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UMD researchers receive funding to develop onboard fast-charging system for electric vehicles

Professor Alireza Khaligh and and Professor Patrick McCluskey at the University of Maryland Energy Research Center have received a three-year Grant Opportunity for Academic Liaison with Industry (GOALI) valued at $460K from the National Science Foundation. Their project, "Integrated On-Board Universal SiC-based Fast Charging for Plug-In Electric Vehicles centers on the design of an integrated, universal on-board fast charger compatible with all charging levels.

Using level-1 and level-2 low power charging at home overnight or during the day at the office with a 120VAC or 240VAC main connection can take 4-20 hours depending on available power and battery size. Therefore, trips of significant length would involve significant planning and vehicle downtime. The current alternative is to charge through high power level-3 off-board chargers which are bulky, costly to manufacture, expensive to install, and requires comprehensive evolution of the national charging infrastructure.

Khaligh and McCluskey are collaborating with Steven Rogers of Genovation, an electric car company in Rockville, Md. Their ultimate goal is to provide a transformative solution to overcome present limitations of the charging methods for electric vehicles. This research is intended to:

  • lead to theoretical advancements in the design of onboard, integrated high-power chargers;

  • result in innovative packaging and thermal management methods as well as physics of failure mode analyses for wide band gap based converters, leading to increased efficiency with lower size, weight, and cost; and

  • involve interdisciplinary research in power electronics, control, adjustable speed drives, packaging, reliability assessment, and thermal management.



Up to 100 KW Level III and up to 200 KW Level IV chargers will probably have to use 440 and 660 Volts AC supply sources respectively?

That may be a challenge for on-board chargers.

James McLaughlin

Level 3 is an obsolete term in J1772 (if that is what you meant) and Level 4 never was defined.

I don't know of anywhere in the world where 440 VAC or 660 VAC is common, please educate me on that.

The Renault Zoe can accept about 44 kW with the Type 2 connector at 230 VAC line-to-neutral, 400 VAC line-to-line three phase in Europe. That is also an integrated charging system if I understand (meaning the same electronics that perform regenerative breaking in drive mode also charge the battery form the mains grid when stationary).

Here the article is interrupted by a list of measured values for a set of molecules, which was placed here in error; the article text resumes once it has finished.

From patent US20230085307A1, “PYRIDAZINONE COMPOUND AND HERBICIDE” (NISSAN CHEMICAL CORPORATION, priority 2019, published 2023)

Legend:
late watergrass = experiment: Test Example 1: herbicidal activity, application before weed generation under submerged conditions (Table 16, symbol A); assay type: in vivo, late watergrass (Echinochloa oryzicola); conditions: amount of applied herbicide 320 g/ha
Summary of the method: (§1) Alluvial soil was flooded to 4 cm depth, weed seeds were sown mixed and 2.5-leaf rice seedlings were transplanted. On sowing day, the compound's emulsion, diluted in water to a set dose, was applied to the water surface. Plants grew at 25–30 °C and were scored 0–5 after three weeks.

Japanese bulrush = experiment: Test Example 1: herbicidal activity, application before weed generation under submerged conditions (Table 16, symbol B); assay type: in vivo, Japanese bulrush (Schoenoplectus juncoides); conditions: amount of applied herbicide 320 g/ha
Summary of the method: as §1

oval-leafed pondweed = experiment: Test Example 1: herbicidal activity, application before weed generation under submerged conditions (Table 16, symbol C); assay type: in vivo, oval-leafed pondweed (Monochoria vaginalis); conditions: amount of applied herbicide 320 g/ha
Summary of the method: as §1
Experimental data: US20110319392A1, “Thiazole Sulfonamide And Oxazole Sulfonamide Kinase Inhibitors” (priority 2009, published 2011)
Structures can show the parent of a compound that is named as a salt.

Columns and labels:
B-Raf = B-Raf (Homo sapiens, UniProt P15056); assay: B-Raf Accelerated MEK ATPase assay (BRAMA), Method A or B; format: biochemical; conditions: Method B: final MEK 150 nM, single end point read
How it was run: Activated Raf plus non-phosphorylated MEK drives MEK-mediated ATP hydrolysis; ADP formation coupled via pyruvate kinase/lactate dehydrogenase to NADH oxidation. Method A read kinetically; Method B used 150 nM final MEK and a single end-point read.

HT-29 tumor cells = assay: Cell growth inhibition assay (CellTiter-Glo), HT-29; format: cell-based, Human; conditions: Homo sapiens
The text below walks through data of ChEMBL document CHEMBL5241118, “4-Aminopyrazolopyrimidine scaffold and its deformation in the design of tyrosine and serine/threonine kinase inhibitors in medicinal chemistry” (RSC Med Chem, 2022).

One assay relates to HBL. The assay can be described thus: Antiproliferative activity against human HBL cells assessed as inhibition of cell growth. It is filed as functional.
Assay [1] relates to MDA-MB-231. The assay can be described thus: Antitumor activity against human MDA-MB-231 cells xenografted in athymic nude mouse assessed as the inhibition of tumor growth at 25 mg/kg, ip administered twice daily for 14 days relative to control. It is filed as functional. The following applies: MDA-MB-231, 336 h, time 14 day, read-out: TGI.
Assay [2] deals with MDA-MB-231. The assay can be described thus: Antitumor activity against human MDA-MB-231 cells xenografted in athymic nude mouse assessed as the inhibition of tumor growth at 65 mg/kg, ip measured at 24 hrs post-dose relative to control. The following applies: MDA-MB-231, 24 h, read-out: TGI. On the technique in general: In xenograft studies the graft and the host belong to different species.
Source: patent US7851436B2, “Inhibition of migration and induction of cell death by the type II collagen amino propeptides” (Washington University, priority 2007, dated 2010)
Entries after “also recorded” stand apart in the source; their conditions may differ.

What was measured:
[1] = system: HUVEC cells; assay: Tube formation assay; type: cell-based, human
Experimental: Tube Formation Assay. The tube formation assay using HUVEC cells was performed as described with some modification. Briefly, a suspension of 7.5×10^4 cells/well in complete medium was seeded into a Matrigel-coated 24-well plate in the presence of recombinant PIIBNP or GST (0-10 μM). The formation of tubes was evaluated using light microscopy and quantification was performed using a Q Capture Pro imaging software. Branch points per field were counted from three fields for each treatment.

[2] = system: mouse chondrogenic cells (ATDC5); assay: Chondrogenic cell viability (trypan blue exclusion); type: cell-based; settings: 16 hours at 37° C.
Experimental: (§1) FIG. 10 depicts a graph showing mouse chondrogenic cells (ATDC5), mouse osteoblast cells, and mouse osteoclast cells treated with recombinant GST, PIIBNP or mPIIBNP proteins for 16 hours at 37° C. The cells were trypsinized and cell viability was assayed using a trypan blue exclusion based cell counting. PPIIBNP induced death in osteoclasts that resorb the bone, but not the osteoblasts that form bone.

There are advanced versions of the Type 2 connector that could deliver 110 kW at those European AC voltages (230/400 V) and over 130 kW at US voltages (277/480 VAC). It is not clear to me yet if the Type 2 connector can be listed for 346/600 VAC use in Canada.


The 400+ VAC and 600+ VAC sources vary from Province to Province in Canada. It is a bit like the Star and Delta systems in Europe.

Basically, it is difficult to operate quick charge and very quick charge facilities with easily available single phase 110/120 and/or 220/240 VAC

Three phase and/or higher voltage on-board chargers would not be very useful (would be limited) if matching sources are not easily available.

When you have 200+ mile range, the requirement for fast onboard charging for non commercial applications disappears. How often have you driven more than 200 miles in-town in a single day?

Smaller, lighter and cheaper we could use.


@ e-c-i-c:

You refer to second short range city type e-cars ONLY. An all purpose family e-car in a very cold area needs 500+ Km range to get at least 250 Km on very cold Snowy days.

James McLaughlin

Harvey, what Canadian provinces have "400+ VAC" distribution?

The advanced Type 2 connector could theoretically carry almost 77 kW at 240 VAC single phase if a line pin was reassigned as another neutral pin.


We already have 400+ VAC and 600+ VAC in our high-rise Condo building garage/mechanical rooms in Laval, QC.
Apartments are restricted to 115/220 VAC.

Individual internal garage spaces (150+) are not yet equipped with (legal) easy access to 115/200 VAC. Not too many owners are interested to participate in the cost of extra electrical circuits required at the rate of about $5K per space (less the $2.5K subsidy)

PS: I will try again soon since we have/own a huge main transformer (less than 40% used) and plenty of low cost hydro electricity.

That's why we drive HEVs instead of PHEVs.

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